Environment & Science

California drought: Benchmark April snowpack survey due Tuesday

Snow in the Sierra Nevada is an important source of water for California. A snow pack survey on April 1 will provide a benchmark for annual accumulation.
Snow in the Sierra Nevada is an important source of water for California. A snow pack survey on April 1 will provide a benchmark for annual accumulation.
David McNew/Getty Images

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Hydrologists with the California Department of Water Resources are getting ready to head into the Sierras for the benchmark April snowpack survey on Tuesday, but don't expect the measurements to bode well for the state's ongoing drought.

UPDATE: California drought: Snowpack survey bad news for dependent farmers and cities

The annual April 1 survey is the most comprehensive of the season, with measurements taken at hundreds of locations. It's an important indicator of future water supplies, because early April is typically the high point of annual snow accumulation. Automated readings show that statewide snow levels are currently at around 30 percent of average for this time of year.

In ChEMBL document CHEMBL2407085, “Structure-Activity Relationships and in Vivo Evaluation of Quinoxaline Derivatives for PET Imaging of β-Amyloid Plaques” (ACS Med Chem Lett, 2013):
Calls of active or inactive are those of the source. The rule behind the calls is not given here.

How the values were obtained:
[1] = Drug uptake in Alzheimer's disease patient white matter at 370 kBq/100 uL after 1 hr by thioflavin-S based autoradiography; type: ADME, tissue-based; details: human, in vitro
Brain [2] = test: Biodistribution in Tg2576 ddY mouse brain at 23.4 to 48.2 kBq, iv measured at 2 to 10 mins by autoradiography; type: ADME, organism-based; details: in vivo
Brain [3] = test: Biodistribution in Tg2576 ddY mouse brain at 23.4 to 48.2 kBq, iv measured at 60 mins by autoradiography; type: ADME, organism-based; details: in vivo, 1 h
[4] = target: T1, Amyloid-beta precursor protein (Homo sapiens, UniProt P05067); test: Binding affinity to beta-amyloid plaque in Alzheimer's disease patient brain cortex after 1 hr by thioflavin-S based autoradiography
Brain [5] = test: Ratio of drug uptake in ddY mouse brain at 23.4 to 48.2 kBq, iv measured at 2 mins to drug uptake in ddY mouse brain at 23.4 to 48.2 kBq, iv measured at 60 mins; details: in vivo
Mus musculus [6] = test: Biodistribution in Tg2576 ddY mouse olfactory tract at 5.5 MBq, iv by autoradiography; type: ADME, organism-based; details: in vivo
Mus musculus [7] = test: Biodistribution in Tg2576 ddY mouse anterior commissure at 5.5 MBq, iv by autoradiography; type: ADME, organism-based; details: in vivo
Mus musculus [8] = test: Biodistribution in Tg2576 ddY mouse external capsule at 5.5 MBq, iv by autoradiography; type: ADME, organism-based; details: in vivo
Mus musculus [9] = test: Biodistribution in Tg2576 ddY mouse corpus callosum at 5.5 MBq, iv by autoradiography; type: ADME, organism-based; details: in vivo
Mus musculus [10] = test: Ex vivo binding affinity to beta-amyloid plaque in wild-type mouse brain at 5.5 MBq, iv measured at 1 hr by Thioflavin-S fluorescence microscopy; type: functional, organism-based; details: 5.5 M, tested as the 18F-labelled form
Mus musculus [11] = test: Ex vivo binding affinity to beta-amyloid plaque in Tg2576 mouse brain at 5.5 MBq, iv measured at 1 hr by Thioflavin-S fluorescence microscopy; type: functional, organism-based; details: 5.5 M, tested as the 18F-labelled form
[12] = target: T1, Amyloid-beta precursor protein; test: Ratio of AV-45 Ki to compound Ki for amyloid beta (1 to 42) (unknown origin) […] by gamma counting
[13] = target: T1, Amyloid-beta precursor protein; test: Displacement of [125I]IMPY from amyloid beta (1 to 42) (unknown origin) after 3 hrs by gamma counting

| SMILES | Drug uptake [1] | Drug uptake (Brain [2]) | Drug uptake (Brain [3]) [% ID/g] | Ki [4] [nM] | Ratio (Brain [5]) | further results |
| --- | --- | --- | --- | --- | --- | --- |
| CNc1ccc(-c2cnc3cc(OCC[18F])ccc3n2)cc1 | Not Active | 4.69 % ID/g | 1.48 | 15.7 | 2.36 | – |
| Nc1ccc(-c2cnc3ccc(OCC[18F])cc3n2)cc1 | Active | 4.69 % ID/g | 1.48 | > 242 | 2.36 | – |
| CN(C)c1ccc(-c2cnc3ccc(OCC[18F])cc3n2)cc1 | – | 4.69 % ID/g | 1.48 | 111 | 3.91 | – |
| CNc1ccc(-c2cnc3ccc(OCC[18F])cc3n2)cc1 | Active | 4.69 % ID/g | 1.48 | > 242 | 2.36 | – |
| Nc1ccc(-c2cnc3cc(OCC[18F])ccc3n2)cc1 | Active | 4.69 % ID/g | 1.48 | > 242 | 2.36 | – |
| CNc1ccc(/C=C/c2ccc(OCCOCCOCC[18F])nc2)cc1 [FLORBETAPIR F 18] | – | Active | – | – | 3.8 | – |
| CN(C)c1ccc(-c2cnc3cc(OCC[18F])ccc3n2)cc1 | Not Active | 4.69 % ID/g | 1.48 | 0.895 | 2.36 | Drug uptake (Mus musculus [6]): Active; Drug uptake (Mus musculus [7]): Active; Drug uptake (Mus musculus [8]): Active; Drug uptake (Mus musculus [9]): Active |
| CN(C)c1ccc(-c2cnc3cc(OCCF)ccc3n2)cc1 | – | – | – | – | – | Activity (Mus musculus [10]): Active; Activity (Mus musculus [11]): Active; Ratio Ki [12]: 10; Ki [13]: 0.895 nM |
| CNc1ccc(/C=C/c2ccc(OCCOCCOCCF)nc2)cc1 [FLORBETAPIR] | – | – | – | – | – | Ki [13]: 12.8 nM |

Though storms have been forecast to hit the state soon, officials said that they were unlikely to significantly change snowpack levels. 

"Even though we'll probably be up there surveying in the storm, we just haven't had the number of storms that would make any appreciable difference in the situation regarding water supply," said Frank Gehrke, chief of the California Cooperative Snow Surveys Program.

The state receives about a third of its water supply from snowmelt that trickles down from the Sierra Nevada. Gehrke said that storms that dumped rain and snow on the state in late February provided some relief but were far from enough to end the ongoing drought.  

“We probably have crawled out of the driest [year] on record that we were tracking back in January and February, but it’s still a very serious situation in terms of water supplies this summer,” Gehrke said.

Teams take readings at hundreds of snow courses throughout the Sierras, but many of the courses are only measured during the April survey. Gehrke said manual readings are necessary, because many watersheds lack automatic measuring equipment. Also, the remote measurements only provide a general idea of range wide snow levels. 

“We make a forecast based upon individual watersheds,” Gehrke said. "A generic forecast of the Central Sierra really doesn’t do much good. You have to do it watershed by watershed.”